Asteroid bigger than Leaning Tower of Pisa to make close approach to Earth

·2-min read
Asteroid bigger than Leaning Tower of Pisa to make close approach to Earth

An asteroid slightly larger than the Leaning Tower of Pisa is set to make a close approach to Earth on Thursday, according to Nasa.

The space rock named 2022 PC is expected to make its closest approach to Earth at a distance of 6,300,000km from the planet on 18 August, Nasa’s Jet Propulsion Laboratory noted in its Asteroid Watch dashboard.

To put this in perspective, the average distance between Earth and the moon is close to 239,000 miles, or about 384,633km.

The dashboard displays a list of asteroids approaching Earth within 4.6 million miles of the planet.

Space objects larger than about 150m (492ft) that can approach the Earth to within this distance are termed potentially hazardous objects, according to the dashboard.

The 58m-wide asteroid, about the size of an airplane, was first discovered in July 2022, and was found to revolve near the orbits of Earth and Venus.

It is expected to make its close approach to Earth, traveling at a speed of about 14,580km per hour (9227 miles per hour).

While the space rock is predicted to make a safe passage past Earth, astronomers are closely monitoring its trajectory and modeling its future pass-by scenarios.

The rock was found to make a close approach to Earth every few years.

It would come close to the planet again in 2026, but not as close as its current approach again until 2043.

Nasa is keeping an eye on potentially hazardous asteroids that could impact Earth and cause devastation.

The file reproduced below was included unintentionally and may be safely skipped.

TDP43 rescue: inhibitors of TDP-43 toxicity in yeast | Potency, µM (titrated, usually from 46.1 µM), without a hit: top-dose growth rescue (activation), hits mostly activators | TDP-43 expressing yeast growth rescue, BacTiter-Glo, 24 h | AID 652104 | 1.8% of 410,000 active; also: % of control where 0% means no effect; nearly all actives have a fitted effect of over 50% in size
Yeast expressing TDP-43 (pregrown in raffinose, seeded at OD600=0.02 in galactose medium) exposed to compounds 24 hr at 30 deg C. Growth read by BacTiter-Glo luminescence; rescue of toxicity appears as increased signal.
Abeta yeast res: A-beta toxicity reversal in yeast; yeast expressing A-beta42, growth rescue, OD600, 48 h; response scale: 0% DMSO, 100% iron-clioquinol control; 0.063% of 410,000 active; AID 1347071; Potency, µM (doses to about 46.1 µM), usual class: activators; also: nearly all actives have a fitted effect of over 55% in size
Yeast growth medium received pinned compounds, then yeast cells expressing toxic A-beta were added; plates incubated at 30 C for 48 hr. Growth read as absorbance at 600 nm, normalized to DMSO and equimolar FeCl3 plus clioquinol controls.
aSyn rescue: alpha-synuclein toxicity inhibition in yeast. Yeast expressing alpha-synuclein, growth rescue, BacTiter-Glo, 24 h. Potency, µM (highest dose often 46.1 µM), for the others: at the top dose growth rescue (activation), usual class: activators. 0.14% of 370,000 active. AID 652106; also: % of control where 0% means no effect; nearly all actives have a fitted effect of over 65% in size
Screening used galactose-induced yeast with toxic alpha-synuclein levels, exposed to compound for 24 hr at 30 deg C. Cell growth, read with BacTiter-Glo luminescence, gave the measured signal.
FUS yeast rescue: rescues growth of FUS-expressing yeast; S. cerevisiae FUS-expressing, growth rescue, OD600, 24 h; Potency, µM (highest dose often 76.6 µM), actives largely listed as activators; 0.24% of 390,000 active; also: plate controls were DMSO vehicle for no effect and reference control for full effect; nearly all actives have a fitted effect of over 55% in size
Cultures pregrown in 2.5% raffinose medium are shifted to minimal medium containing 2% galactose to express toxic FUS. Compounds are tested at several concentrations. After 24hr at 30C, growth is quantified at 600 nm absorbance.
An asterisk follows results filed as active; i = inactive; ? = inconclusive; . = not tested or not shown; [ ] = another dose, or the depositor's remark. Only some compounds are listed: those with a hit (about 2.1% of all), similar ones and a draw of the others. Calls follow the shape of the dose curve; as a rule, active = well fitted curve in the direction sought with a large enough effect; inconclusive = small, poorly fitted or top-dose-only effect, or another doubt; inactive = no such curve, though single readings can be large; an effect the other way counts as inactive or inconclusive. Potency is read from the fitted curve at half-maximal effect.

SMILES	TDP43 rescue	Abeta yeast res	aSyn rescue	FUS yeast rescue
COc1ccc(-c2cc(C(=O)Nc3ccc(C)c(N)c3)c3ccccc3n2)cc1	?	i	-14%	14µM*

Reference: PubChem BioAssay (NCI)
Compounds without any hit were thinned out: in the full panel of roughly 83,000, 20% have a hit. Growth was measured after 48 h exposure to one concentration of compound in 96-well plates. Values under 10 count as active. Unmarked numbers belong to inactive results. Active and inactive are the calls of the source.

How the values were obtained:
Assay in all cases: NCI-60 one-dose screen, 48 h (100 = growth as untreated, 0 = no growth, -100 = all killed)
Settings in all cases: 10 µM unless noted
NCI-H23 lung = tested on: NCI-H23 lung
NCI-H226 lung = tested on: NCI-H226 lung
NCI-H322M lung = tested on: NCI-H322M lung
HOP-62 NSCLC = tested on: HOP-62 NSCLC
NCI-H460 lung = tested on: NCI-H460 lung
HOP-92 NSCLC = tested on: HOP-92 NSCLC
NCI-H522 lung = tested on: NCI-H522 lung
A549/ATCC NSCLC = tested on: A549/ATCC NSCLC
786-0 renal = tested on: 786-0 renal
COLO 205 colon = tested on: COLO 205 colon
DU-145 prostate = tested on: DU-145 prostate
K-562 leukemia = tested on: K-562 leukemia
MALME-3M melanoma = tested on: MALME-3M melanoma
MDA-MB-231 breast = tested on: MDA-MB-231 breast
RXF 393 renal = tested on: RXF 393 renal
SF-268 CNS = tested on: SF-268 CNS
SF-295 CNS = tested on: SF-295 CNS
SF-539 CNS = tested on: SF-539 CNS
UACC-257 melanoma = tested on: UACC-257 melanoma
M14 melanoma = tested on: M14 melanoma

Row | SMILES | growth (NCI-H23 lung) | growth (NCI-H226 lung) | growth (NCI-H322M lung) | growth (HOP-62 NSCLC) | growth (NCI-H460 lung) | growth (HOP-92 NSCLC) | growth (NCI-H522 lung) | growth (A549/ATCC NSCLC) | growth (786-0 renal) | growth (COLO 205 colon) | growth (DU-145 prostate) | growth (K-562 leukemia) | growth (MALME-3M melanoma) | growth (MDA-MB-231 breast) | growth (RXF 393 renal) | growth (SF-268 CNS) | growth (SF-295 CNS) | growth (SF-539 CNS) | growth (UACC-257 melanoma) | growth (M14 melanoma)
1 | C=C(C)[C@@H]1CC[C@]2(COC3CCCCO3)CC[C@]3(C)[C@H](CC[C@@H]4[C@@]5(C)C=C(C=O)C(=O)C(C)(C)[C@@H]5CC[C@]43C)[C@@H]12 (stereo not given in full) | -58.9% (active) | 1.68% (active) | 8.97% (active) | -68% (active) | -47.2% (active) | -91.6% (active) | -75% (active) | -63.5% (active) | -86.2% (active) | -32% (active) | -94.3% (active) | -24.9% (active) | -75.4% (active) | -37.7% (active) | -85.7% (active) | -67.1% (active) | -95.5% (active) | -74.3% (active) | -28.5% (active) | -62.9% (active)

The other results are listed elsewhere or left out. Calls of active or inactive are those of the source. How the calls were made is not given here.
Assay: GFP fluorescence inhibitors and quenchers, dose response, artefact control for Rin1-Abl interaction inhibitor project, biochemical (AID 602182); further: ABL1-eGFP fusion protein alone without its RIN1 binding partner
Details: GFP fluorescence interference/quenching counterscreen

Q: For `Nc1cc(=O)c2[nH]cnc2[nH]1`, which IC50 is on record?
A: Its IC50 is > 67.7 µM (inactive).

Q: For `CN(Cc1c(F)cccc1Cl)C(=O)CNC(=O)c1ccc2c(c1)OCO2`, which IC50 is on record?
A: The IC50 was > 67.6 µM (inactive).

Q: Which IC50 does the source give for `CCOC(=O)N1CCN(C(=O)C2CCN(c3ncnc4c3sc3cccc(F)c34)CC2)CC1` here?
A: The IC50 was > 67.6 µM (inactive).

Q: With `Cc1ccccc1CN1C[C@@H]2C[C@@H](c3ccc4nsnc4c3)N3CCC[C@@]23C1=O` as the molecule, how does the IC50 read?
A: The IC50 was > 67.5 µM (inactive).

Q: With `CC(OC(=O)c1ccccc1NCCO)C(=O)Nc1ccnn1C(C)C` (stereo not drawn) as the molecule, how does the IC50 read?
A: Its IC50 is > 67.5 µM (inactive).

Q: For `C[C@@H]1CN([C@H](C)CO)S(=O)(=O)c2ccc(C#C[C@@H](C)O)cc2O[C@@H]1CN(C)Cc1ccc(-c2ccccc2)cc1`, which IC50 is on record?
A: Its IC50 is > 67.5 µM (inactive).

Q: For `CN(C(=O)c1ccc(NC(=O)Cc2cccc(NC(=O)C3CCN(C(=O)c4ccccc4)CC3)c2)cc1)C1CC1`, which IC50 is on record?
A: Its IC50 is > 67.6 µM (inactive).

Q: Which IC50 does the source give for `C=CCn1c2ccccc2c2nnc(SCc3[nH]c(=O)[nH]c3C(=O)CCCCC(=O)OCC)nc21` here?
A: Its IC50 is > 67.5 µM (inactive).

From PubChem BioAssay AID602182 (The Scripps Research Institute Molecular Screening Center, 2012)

The space agency’s Planetary Defense Coordination Office detects, tracks, and characterises Near-Earth Objects (NEOs) to mitigate potential future impacts from such devastating space rocks.

Through its ongoing Double Asteroid Redirection Test (Dart) mission, Nasa is also attempting to apply a “kinetic impactor” technique to deliberately collide a spacecraft with a known asteroid at high speed to change the space rock’s trajectory.

The Dart spacecraft has steadily moved toward its 26 September encounter when it is set to ram into the small 160m-wide moonlet asteroid Dimorphos — which orbits a larger companion asteroid called Didymos — at about 6km/s to slightly change its orbit.

While neither Dimorphos nor Didymos pose any threat to Earth, and no known asteroid of their sizes pose any risk of collision with our planet “for at least the next century”, Nasa hopes to test the potential of asteroid deflection as means of planetary defence with the exercise.